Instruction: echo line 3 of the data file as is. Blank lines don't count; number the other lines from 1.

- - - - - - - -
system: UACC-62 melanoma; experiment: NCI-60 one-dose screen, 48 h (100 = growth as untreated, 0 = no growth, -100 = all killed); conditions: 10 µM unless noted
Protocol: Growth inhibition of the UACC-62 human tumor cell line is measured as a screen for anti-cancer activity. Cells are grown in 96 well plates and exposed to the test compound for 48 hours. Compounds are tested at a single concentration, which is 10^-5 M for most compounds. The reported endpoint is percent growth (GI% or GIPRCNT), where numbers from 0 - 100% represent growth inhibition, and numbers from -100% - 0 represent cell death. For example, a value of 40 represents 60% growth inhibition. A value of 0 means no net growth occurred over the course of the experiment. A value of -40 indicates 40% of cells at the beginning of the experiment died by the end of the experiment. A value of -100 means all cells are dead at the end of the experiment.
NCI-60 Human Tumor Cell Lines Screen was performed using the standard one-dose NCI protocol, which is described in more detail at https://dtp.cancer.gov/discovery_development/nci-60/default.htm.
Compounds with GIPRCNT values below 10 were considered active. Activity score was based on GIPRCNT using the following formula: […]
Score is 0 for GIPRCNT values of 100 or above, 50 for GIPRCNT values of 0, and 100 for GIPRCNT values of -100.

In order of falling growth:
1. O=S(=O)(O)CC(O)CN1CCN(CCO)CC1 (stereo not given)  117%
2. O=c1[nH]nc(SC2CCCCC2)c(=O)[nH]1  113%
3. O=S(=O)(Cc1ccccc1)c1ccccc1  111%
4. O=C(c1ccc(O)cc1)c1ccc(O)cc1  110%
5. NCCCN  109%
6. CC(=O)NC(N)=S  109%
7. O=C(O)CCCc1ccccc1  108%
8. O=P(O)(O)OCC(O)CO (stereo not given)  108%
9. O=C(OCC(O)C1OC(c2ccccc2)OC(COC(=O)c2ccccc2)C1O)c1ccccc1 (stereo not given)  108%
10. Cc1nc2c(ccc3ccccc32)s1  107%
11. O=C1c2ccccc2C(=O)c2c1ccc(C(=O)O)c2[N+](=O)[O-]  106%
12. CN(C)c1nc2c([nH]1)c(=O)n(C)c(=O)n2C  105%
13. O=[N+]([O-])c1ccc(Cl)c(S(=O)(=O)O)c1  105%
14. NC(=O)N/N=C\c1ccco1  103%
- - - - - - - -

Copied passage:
NCI-60 Human Tumor Cell Lines Screen was performed using the standard one-dose NCI protocol, which is described in more detail at https://dtp.cancer.gov/discovery_development/nci-60/default.htm.